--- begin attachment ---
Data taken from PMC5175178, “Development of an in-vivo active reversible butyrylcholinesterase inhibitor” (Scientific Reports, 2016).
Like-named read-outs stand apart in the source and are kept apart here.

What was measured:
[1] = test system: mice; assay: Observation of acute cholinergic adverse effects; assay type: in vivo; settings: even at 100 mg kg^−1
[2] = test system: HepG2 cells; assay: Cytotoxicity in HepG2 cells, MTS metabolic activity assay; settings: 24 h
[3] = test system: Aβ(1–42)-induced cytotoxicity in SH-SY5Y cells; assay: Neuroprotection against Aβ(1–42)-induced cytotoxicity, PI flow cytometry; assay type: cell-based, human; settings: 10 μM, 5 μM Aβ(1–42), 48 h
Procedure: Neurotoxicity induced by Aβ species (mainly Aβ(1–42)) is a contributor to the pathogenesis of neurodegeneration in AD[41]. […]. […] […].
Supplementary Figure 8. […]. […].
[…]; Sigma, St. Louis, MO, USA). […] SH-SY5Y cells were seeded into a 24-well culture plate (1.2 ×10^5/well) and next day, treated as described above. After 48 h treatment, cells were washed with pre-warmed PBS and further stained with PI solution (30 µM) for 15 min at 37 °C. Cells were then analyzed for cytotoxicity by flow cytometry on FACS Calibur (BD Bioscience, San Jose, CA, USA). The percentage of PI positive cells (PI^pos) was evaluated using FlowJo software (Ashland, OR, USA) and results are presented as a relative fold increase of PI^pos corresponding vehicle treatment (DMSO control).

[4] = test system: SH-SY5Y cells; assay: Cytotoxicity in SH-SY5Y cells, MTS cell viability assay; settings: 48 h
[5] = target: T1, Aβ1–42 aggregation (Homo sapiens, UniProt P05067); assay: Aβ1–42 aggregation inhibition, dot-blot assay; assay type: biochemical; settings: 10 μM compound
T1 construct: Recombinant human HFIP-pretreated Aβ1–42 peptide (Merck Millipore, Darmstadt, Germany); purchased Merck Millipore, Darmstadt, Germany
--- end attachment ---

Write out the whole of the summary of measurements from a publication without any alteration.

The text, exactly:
Data taken from PMC5175178, “Development of an in-vivo active reversible butyrylcholinesterase inhibitor” (Scientific Reports, 2016).
Like-named read-outs stand apart in the source and are kept apart here.

What was measured:
[1] = test system: mice; assay: Observation of acute cholinergic adverse effects; assay type: in vivo; settings: even at 100 mg kg^−1
[2] = test system: HepG2 cells; assay: Cytotoxicity in HepG2 cells, MTS metabolic activity assay; settings: 24 h
[3] = test system: Aβ(1–42)-induced cytotoxicity in SH-SY5Y cells; assay: Neuroprotection against Aβ(1–42)-induced cytotoxicity, PI flow cytometry; assay type: cell-based, human; settings: 10 μM, 5 μM Aβ(1–42), 48 h
Procedure: Neurotoxicity induced by Aβ species (mainly Aβ(1–42)) is a contributor to the pathogenesis of neurodegeneration in AD[41]. […]. […] […].
Supplementary Figure 8. […]. […].
[…]; Sigma, St. Louis, MO, USA). […] SH-SY5Y cells were seeded into a 24-well culture plate (1.2 ×10^5/well) and next day, treated as described above. After 48 h treatment, cells were washed with pre-warmed PBS and further stained with PI solution (30 µM) for 15 min at 37 °C. Cells were then analyzed for cytotoxicity by flow cytometry on FACS Calibur (BD Bioscience, San Jose, CA, USA). The percentage of PI positive cells (PI^pos) was evaluated using FlowJo software (Ashland, OR, USA) and results are presented as a relative fold increase of PI^pos corresponding vehicle treatment (DMSO control).

[4] = test system: SH-SY5Y cells; assay: Cytotoxicity in SH-SY5Y cells, MTS cell viability assay; settings: 48 h
[5] = target: T1, Aβ1–42 aggregation (Homo sapiens, UniProt P05067); assay: Aβ1–42 aggregation inhibition, dot-blot assay; assay type: biochemical; settings: 10 μM compound
T1 construct: Recombinant human HFIP-pretreated Aβ1–42 peptide (Merck Millipore, Darmstadt, Germany); purchased Merck Millipore, Darmstadt, Germany